ARK Invest founder, CEO, and primary stock picker Cathie Wood wants to party like it's 2020, and it's easy to see why she might still want to write that year on her checks. Her collection of growth-oriented exchange-traded funds (ETFs) dominated the market last year. The Ark Innovation ETF (NYSEMKT:ARKK), her flagship fund with more than $21 billion in assets, turned heads with a 150% surge last year. So far in 2021, the ETF has proved to be mortal with a 19% slide, hitting a fresh 52-week low on Thursday.

Flashy funds go out of favor all the time. This situation is unique because Wood's transparency finds the demise playing out in real time. ARK sends out email blasts after every trading day to all willing recipients, spelling out the stocks that Wood bought and sold earlier in the day across all of her ETFs.

When the funds were rocking last year (and boy, were they rocking), it was a master class for growth investors. It's been a comedy of errors in 2021, as we see her routinely add to some of her fading positions. 

Cranes lowering 2022 into place.

Image source: Getty Images.

The long road back

Wood thinks she's buying the dip, but she's not. She's catching falling steak knives. In a Williams-Sonoma. During an earthquake. 

Half of the ETF's six largest holdings are down between 37% and 52% this year, and Wood has been largely adding to those positions on the way down. Teladoc (NYSE:TDOC) is Ark Innovation ETF's second-largest holding, representing 5.8% of its assets. The telehealth leader was the picture of health last year when the pandemic forced folks into receiving medical assistance from the same tap where they were checking WebMD for answers: the internet. This year has proved to be challenging with decelerating organic growth and accelerating competitive threats. 

Teladoc is the stock that is down 52% in 2021. Draw the starting line at its February peak, and we're talking about a 69% plunge. Wood has been buying shares of Teladoc all the way down. How else do you think a stock that has shed more than two-thirds of its peak value is still the portfolio's silver medalist?  

Absent a hoard of cash or secondary offerings, an ETF has to sell stocks to buy something else. This rough year is being made worse by Wood also making some costly decisions on the dumping end. Tesla (NASDAQ:TSLA) is one of her better performers, and it happens to be Ark Innovation ETF's largest position at nearly 10% of the portfolio. 

The company that made electric cars cool has been hot this year, up 54% through Thursday's close. One might expect a fund with a tenth of its portfolio in a market-thumping hot rod to be winning this year, but you already know how that race is playing out. Hurdles. All the way down.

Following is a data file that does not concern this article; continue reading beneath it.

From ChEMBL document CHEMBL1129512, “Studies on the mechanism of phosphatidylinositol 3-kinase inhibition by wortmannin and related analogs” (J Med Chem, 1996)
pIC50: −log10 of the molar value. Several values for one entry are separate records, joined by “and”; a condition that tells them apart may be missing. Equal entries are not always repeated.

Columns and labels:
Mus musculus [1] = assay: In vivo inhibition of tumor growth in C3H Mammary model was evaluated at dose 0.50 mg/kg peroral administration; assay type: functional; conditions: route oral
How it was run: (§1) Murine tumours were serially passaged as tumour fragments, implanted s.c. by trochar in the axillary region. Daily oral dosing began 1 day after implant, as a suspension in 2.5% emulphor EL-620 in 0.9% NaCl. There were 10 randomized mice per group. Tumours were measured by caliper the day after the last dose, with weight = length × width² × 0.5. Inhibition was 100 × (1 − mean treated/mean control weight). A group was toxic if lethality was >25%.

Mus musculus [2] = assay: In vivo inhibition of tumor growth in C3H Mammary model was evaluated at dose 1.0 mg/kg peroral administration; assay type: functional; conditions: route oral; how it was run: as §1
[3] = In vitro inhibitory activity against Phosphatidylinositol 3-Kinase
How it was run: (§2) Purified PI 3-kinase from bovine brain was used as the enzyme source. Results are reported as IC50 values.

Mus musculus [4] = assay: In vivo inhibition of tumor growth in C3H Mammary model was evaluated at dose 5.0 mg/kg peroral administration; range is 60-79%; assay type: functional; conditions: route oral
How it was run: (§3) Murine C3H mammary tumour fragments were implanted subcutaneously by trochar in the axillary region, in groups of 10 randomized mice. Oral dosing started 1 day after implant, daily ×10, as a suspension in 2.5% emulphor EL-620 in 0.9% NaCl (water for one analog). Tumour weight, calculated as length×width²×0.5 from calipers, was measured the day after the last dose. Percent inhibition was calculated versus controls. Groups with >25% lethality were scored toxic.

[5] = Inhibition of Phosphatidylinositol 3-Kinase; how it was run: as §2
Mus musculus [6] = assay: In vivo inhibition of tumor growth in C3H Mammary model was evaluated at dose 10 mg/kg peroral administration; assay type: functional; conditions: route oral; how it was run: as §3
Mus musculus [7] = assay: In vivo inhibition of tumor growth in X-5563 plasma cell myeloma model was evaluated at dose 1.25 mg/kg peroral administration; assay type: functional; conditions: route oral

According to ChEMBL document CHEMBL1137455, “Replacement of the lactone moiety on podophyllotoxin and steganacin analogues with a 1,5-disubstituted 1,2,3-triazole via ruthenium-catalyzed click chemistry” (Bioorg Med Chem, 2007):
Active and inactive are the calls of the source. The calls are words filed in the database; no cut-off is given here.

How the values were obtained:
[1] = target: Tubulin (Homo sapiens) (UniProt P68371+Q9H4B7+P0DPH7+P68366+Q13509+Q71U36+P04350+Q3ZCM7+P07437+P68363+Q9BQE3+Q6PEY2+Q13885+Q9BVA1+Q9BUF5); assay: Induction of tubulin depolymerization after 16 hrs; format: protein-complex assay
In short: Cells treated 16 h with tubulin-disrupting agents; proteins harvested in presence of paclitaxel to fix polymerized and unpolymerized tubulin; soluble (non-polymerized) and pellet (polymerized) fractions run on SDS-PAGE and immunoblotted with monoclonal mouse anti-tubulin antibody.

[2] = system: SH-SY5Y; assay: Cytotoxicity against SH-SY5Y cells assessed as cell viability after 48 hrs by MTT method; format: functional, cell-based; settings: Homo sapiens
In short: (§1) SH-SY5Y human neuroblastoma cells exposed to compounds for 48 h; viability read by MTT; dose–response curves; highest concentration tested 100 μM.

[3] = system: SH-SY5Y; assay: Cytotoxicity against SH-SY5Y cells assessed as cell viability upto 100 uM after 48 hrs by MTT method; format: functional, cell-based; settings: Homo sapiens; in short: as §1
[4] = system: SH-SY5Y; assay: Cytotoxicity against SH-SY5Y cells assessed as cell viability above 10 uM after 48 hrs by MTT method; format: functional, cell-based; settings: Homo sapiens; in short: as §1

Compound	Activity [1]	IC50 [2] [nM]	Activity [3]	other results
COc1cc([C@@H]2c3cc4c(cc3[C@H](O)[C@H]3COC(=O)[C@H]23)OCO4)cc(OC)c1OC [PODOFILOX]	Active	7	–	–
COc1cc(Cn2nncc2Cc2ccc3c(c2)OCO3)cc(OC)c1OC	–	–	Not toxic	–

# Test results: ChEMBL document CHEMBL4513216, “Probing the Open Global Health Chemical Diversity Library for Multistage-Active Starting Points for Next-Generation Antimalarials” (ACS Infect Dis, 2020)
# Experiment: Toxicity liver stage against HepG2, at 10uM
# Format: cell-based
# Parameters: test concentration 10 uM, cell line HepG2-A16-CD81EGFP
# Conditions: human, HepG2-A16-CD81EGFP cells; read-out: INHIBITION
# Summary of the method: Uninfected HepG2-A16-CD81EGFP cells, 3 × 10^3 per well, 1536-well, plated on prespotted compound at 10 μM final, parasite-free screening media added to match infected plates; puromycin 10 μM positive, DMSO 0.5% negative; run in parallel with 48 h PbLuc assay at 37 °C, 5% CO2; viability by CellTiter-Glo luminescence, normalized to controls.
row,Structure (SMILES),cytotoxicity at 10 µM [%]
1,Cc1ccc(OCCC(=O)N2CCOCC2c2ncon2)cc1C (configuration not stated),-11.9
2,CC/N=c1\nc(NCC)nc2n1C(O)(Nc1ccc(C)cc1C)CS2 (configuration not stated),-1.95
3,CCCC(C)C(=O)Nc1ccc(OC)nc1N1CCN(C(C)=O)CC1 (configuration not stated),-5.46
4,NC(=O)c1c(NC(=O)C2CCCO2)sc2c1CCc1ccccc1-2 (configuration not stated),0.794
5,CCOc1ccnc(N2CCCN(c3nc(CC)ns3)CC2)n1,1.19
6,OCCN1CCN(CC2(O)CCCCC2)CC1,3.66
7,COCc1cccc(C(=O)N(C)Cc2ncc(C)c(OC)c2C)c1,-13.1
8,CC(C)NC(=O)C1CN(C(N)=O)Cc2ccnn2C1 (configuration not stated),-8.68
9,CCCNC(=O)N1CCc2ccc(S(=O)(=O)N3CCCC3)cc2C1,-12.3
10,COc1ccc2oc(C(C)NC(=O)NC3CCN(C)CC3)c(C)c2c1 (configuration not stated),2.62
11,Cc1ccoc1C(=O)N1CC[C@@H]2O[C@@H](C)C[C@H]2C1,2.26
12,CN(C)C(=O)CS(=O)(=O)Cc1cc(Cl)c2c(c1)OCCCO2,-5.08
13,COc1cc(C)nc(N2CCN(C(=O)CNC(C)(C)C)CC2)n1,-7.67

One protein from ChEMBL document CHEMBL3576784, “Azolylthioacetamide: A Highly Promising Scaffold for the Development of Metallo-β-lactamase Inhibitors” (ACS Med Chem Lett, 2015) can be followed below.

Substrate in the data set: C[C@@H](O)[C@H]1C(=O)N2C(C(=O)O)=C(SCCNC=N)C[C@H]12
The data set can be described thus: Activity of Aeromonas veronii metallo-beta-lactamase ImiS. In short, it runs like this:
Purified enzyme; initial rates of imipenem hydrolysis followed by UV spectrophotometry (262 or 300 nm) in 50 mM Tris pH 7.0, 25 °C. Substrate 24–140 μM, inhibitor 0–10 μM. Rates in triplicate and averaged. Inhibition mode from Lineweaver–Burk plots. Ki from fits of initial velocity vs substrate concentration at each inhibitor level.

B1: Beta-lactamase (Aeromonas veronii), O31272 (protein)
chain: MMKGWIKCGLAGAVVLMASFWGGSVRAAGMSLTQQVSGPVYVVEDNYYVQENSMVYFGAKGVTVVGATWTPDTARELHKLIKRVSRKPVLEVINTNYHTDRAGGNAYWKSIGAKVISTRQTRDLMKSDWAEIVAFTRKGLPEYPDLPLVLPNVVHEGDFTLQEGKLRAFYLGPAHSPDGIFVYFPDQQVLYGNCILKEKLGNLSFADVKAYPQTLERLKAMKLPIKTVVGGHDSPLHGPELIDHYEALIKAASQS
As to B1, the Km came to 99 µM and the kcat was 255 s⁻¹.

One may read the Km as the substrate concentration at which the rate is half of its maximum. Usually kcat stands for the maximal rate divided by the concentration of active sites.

Ark Innovation ETF actually has been selling Tesla shares in recent months. Wood's fund has lightened its stake in the world's most valuable automaker 18 times since Sept. 9, and in that span of time, the stock has appreciated by a fate-altering 44%. Adding insult to injury, the proceeds from the ascending Tesla stake have been feeding the sinkholes in her portfolio.

Getting even after an odd year  

I've been hard on ARK Invest here, but I don't think Wood's performance in 2020 was a fluke. Her ETFs have a strong chance of bouncing back in 2022. She has correctly nailed disruptive growth stocks and emerging trends in the past, and just because the past few months haven't been kind to her investing style doesn't mean that she's lost her touch

It's easy to see Teladoc (now trading for less than what it paid for Livongo Health last year) being one of her biggest winners in 2022. Despite being a Tesla driver and shareholder, I also wouldn't be surprised to see it go from leader to laggard next year. Every speedster has to make a pit stop when the tires start to lose their tread.

Wood continues to be an ace stock picker with a long-enough winning track record to forgive the rough patch of buy and sell decisions this year. I wouldn't bet against her bouncing back in 2022.  

This article represents the opinion of the writer, who may disagree with the “official” recommendation position of a Motley Fool premium advisory service. We’re motley! Questioning an investing thesis -- even one of our own -- helps us all think critically about investing and make decisions that help us become smarter, happier, and richer.